Is Marco Rubio the new darling of the liberal commentariat?

Marco Rubio has been tapped to give the Republican response to President Obama’s State of the Union address. Chris Cillizza of the Washington Post takes the occasion to declare Rubio “first-among-equals when it comes to the future leaders of the party.”

Thanks, Chris, but I think the Republican rank-and-file will make that determination, not liberal political reporters.

To appreciate the weakness of Cillizza’s claim, let’s recall the Republicans who have delivered the previous responses to Obama’s State of the Union address. They are: Mitch Daniels (2012), Paul Ryan (2011), Bob McDonnell (2010), and Bobby Jindal (Obama’s 2009 Address to Congress). All are estimable Republicans, but only Ryan could have remotely been viewed as “first among equals” in terms of future party leadership.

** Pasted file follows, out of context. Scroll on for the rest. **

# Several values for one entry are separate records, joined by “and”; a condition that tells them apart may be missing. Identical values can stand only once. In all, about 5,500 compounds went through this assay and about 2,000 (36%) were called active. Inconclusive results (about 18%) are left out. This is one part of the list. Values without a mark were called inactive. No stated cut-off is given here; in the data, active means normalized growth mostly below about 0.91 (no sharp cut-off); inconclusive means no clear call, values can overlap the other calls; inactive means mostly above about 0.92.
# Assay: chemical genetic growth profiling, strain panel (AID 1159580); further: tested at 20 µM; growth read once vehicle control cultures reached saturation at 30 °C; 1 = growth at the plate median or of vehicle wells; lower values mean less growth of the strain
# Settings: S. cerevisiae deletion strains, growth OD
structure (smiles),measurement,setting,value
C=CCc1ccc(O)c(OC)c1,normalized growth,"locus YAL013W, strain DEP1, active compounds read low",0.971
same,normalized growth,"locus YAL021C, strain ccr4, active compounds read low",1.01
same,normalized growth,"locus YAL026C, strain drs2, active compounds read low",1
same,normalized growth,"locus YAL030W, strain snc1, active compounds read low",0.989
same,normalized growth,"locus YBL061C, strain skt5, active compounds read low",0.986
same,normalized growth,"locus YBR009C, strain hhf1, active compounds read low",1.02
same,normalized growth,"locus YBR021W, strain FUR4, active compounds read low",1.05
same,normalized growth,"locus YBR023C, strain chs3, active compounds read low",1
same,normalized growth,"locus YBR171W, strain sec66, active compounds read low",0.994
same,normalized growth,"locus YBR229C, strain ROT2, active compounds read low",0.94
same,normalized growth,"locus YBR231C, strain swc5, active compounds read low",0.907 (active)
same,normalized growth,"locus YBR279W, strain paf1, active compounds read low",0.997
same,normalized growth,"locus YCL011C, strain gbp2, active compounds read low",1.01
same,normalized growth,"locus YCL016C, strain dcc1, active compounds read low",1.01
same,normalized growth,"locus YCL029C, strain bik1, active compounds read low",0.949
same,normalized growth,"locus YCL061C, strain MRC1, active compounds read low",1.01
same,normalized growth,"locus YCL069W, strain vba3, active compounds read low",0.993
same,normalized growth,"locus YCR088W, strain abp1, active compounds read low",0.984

The task of responding to the president typically falls on the party’s latest “bright new thing.” That, I think, is a fair characterization of Rubio, Ryan, McConnell, and Jindal — though not of Daniels.

In his eagerness to push Rubio, Cillizza posits that Republicans urgently need an attractive figure with whom to counter President Obama. But that is not the case. The Republicans did fine countering Obama in 2010 without a charismatic figure acting as a Party leader.

In Rubio’s case, I predict that if he serves as the front-man for the kind of immigration reform being pushed by liberal Democrats (plus John McCain and Lindsey Graham), he will cease to be “among equals” in terms of party leadership, never mind first among them. I also suspect that liberals like Cillizza are touting Rubio for Party leadership as a reward for his role in pushing for immigration reform that eventually will swell the voting rolls with reliably Democratic votes.